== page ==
Sun | Jul 15, 2018

Letter of the day | Stop the speeches and start hunting

Published:Thursday | September 29, 2016 | 12:00 AM


The recent spate of criminal activities, in particular in St James, has provided the opportunity for politicians to grandstand and make pretty speeches about criminal activities.

The harsh reality is that several of the communities that are factories for criminals were either created by politicians or, in many cases, politicians exercised wilful blindness as these squatter and informal settlements were being established.

Any analysis of the crime situation in St James will show that many of the perpetrators are from informal or squatter communities. Many of us have for years warned that these squatter and informal communities are breeding grounds for criminals and are communities in which normal proper policing cannot be practised or enforced.

These communities have no proper road network and so criminals can disappear in them knowing there is no street number or any formal system of addresses. Most squatter communities need an enforcer to protect the squatters from persons who might seek to evict them from occupation of lands belonging to the State or other persons. This is the foundation on which the dons, the extortionists and the enforcers build their kingdoms of crime.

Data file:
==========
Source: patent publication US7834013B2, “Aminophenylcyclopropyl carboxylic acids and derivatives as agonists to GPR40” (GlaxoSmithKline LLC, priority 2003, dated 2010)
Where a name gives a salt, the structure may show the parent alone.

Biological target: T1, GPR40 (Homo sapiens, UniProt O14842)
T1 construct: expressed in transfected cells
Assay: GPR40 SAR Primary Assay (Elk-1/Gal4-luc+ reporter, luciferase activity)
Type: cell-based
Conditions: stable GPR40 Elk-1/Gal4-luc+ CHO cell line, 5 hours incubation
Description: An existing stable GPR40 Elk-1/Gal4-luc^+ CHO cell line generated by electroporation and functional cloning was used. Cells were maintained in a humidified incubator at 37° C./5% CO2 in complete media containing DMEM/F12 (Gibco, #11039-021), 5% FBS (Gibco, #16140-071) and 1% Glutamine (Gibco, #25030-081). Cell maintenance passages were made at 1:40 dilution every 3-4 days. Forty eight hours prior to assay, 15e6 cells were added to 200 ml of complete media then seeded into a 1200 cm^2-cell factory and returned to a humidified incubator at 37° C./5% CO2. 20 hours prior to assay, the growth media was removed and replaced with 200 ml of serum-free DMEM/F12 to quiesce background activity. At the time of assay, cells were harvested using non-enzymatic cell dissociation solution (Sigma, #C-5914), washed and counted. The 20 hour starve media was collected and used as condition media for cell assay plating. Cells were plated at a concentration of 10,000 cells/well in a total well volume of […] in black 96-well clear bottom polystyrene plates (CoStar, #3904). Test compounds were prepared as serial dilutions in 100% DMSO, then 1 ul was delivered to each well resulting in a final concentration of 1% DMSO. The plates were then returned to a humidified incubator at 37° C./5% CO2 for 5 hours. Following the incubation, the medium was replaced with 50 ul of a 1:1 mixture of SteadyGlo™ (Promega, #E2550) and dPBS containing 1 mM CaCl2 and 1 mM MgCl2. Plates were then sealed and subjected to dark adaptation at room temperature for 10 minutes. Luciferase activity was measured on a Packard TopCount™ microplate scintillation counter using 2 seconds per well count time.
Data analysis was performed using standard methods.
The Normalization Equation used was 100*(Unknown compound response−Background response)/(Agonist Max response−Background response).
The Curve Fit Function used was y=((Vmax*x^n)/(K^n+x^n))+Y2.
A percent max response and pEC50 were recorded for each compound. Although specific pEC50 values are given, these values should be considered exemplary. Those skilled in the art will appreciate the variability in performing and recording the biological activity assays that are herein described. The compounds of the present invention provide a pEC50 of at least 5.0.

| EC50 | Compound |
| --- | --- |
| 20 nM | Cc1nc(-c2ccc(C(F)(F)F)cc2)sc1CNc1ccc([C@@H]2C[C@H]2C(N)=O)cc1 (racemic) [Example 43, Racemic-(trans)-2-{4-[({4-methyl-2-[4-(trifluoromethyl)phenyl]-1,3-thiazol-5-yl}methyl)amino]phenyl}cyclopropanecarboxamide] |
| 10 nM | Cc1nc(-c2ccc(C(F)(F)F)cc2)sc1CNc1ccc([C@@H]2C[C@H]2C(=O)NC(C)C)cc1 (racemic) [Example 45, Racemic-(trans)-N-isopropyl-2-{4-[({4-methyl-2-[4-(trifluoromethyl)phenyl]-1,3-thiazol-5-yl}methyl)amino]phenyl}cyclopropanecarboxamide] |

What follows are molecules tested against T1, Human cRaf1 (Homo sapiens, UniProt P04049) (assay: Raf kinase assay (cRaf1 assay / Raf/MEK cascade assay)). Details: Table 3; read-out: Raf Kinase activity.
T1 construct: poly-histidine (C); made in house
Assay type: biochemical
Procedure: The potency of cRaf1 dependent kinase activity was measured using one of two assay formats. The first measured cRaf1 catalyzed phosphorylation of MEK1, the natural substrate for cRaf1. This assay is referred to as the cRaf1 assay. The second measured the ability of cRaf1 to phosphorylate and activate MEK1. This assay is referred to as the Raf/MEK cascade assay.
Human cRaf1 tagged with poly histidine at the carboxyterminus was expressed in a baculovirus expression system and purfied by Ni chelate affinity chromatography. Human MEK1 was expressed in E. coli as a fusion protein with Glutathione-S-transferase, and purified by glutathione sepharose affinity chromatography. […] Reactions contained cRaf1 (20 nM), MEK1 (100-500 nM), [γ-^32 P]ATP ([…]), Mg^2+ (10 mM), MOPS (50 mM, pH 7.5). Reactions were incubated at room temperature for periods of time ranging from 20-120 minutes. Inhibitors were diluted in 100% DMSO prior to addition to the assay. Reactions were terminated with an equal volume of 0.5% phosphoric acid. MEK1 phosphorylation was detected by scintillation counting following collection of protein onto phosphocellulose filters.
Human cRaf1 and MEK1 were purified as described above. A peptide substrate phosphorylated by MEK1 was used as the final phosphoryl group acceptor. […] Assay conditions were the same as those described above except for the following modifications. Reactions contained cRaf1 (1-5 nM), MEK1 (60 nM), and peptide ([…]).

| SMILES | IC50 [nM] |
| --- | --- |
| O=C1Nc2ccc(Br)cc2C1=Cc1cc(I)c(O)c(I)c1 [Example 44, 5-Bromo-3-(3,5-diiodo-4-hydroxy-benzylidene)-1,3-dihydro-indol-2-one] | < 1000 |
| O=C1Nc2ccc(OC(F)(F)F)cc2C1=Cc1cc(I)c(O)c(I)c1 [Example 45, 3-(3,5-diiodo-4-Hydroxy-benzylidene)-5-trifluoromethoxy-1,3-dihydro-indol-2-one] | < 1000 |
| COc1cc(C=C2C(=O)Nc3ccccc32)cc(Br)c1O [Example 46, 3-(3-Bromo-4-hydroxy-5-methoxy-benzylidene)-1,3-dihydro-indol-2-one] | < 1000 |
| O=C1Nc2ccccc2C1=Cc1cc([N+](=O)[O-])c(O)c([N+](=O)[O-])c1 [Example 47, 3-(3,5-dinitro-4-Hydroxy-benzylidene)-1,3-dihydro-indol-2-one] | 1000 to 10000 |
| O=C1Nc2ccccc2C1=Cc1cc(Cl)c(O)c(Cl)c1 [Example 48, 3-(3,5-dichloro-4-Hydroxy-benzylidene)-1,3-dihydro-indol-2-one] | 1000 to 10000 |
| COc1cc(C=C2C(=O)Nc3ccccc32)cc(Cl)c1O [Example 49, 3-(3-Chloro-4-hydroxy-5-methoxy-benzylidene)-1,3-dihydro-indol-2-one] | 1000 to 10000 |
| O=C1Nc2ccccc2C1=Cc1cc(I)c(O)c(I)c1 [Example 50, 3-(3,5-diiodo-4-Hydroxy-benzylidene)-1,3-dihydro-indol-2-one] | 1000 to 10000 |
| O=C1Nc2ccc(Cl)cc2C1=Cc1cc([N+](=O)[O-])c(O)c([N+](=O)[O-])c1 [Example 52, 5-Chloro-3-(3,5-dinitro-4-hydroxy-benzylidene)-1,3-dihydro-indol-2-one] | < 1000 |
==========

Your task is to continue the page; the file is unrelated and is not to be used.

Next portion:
No amount of pretty speeches will bring about a solution to the crime monster now haunting the country. Experience has shown that there is one and only one activity that the criminal gunmen all fear - be he a don or a little petty criminal - and that activity is 'The Hunt'. If we look at the history of the dons in Jamaica, or if we go as far as to look at ex-president Saddam Hussein of Iraq, there is one and only one activity that they all fear, and that is 'The Hunt'. We will not get on top of the crime situation without putting in place a dedicated, reliable, trustworthy and effective system of hunting the criminals.




'The Hunt' generates fear in the baddest gunmen. 'The Hunt' removes from the gunmen the sense of comfort and confidence that they will not be captured. We need a team from the army and the police who are highly trained, well-motivated and properly equipped with both weapons transportation and electronic monitoring devices to launch a hunt for all the arrogant and oppressive gunmen who believe that they can do anything, anywhere, anyhow without any repercussion.

If we take a look at the experience of countries that had a difficulty with criminals as we are now having, we will see that those countries never hesitated to embark upon 'The Hunt'. We will also note that the bravest of gunman is always brought to his trembling knees when he becomes aware that he is being effectively hunted.

Finally, the hunted, that is to say, the gunmen, must be given the option of turning themselves in and subjecting themselves to the laws of the land. We should not, however, wait on them. We should leave it up to them to decide whether they are prepared to come in and submit themselves to the laws of the land, or if they would rather be subjected to 'The Hunt'.

Linton P. Gordon

Ocho Rios,

St Ann